Learning Freestyle Swimming

Learning Freestyle Swimming
The freestyle stroke is the most popular and efficient swimming stroke used by man. Also known as the American crawl, it utilizes upper body strength and an aerodynamic form to propel a swimmer through the water. The freestyle is one of the first swim strokes you learn in swimming lessons and is an important survival stroke if you are caught out in open waters. Knowing proper form is critical to the freestyle's effectiveness.

Instructions

Difficulty: Moderate

Step 1
Push off from a pool wall or structure and extend your arms in front of you. Your body should be horizontal with the water.
Step 2
Begin kicking with your legs, pointing them straight behind you and kicking away from you to push you straight.
Step 3
Keep one arm out in front as the lead hand at all times. The other arm will be pulling you through the water or resting. Alternate the use of hands.
Step 4
Cup one hand and face the cupped side in the direction you will be moving your hand to take a stroke. Bring the arm down in the water, keeping your arm slightly bent. Keep the hand cupped to help pull you through the water.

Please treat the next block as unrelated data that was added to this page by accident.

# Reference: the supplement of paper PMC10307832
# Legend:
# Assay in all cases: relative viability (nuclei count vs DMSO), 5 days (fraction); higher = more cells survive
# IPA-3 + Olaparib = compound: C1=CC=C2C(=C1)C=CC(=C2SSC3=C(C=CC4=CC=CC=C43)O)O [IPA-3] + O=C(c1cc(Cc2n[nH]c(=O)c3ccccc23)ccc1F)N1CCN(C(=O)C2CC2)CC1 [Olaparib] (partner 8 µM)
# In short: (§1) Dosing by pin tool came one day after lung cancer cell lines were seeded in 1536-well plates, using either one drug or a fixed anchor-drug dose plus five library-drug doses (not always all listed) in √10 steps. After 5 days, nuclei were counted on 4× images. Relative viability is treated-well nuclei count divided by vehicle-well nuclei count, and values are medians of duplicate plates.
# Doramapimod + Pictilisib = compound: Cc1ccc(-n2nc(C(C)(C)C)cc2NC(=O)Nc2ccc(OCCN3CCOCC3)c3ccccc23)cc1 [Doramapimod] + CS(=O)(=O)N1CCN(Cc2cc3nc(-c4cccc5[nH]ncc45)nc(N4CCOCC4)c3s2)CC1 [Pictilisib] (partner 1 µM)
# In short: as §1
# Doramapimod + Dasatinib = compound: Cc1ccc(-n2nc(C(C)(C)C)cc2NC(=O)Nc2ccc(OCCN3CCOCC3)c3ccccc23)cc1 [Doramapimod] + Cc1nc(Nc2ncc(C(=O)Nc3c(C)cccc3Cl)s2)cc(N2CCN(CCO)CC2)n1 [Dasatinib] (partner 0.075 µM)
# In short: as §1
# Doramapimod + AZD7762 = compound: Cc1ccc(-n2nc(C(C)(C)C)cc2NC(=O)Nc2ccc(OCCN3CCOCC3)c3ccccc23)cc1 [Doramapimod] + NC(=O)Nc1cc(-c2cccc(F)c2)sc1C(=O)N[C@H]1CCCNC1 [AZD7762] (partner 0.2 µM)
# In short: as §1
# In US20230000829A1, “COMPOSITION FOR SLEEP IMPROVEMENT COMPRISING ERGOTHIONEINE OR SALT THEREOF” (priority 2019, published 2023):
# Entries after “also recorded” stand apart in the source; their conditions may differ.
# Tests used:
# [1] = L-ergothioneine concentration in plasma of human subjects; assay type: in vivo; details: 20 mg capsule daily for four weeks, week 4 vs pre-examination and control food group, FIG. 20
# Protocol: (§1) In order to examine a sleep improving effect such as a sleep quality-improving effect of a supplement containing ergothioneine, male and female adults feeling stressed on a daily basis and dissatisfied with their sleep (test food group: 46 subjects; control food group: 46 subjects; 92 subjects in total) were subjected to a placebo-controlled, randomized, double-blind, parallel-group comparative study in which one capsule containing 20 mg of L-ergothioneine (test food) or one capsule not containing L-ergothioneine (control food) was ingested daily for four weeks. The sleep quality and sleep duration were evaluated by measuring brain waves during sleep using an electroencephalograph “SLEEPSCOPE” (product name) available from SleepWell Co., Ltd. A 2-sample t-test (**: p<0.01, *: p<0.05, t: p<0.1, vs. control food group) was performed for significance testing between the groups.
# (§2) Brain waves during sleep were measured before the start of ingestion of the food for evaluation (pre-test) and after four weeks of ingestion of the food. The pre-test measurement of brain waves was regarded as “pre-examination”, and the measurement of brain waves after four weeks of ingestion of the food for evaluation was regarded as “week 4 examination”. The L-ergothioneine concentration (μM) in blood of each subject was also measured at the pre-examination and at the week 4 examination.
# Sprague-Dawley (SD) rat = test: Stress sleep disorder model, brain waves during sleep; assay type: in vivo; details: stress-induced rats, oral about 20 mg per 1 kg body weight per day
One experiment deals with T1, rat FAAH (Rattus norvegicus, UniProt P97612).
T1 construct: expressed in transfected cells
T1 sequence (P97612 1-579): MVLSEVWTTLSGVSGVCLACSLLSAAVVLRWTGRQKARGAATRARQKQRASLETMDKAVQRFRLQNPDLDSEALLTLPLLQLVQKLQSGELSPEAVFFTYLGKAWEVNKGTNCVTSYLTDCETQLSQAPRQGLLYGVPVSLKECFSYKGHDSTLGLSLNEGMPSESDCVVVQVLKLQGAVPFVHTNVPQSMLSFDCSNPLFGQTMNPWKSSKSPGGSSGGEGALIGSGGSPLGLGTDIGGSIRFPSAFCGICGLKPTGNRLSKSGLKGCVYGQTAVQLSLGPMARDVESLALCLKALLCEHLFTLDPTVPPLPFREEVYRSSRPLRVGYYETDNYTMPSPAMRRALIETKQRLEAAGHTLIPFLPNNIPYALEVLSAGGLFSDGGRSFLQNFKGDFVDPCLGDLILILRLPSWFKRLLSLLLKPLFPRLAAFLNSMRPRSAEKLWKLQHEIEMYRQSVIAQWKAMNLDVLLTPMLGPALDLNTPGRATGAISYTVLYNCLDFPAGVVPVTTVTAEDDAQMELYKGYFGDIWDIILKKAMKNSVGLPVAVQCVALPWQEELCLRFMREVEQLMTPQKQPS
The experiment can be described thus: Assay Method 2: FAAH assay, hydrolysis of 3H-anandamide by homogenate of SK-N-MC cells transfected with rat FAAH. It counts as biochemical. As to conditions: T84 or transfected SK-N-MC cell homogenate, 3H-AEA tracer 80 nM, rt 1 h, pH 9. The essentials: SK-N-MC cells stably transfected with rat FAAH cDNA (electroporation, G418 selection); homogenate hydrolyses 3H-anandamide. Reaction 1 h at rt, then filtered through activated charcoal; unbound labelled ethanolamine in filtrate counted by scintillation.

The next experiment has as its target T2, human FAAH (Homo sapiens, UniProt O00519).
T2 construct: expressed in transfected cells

Step 5
Bring your arm up so that it is parallel to your body.
Step 6
Pull the arm out of the water, creating a half-circle motion with your hand. This will pull your torso up on that side and give you a chance to get a breath of water. Turn your head to the side your arm is pulling up on and take in a breath. Your face should return into the water by the time the arm returns to the front.

Tips & Warnings

 
Keep the head down and pointed straight. The water line should not be any lower than your ears. Take breathes every one to two strokes. Always use the same side.
 
Keep the head down and pointed straight. The water line should not be any lower than your ears.
 
Take breathes every one to two strokes. Always use the same side.

Article Written By Jonathan Croswell

Jonathan Croswell has spent more than five years writing and editing for a number of newspapers and online publications, including the "Omaha World-Herald" and "New York Newsday." Croswell received a Bachelor of Arts degree in English from the University of Nebraska and is currently pursuing a Master's of Health and Exercise Science at Portland State University.

Don't Miss a Thing!

All our latest outdoor content delivered to your inbox once a week.

FREE UPDATES

Subscribe

We promise to keep your email address safe and secure.